The National Football League (NFL) suspended New England Patriots’ quarterback Tom Brady was without pay for the first four games of the 2015 season as punishment for his part in tampering with footballs during the American Football Conference (AFC) Championship game at Gillette Stadium in Foxborough, Massachusetts on January 18, 2015. On that occasion, Brady passed for 262 yards and three touchdowns in a 45-7 victory over the Indianapolis Colts.
However, a subsequent investigation by the NFL revealed that 11 of the 12 footballs used by the Patriots’ offence were significantly deflated, by up to two pounds per square inch (psi), below the required pressure, which should be between 12.5 and 13.5 psi. Once approved by the referee, footballs are placed in ball bags on the sidelines and, thereafter, no alteration is allowed, upon pain of a fine up to $25,000 and further disciplinary action. In this case, the New England Patriots were fined $1 million and lost two draft picks, while two equipment staff, believed to be responsible for the tampering, were suspended indefinitely.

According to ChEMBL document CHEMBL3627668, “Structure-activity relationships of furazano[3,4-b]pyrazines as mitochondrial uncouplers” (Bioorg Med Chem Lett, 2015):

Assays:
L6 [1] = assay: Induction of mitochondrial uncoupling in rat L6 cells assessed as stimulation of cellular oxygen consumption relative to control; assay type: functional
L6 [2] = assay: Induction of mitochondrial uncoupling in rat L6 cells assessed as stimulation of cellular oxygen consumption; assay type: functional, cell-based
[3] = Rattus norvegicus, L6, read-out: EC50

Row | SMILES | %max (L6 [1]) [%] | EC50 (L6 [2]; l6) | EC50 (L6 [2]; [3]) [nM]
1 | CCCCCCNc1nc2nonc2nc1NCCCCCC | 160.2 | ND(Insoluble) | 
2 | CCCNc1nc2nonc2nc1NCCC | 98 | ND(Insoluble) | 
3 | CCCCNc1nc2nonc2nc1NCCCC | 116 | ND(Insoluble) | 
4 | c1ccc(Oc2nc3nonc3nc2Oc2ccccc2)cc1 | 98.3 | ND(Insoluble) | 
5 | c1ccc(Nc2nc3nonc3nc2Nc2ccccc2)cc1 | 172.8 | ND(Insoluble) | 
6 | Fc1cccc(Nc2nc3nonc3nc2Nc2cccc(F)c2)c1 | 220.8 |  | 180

Deflating a football could, potentially, provide a competitive advantage insofar that lower pressure changes the way in which the ball travels through the air, as well as making it easy to grip and catch. Brady, who had previously expressed a preference for the lower end of the approved pressure range, was deemed to have been ‘at least generally aware’ of the nefarious behaviour of his colleagues and was suspended accordingly. Patriots’ chairman Robert Kraft was, nonetheless, unequivocal in his support for his star quarterback, releasing a statement in which he said, ‘belief in him [Brady] has not wavered.’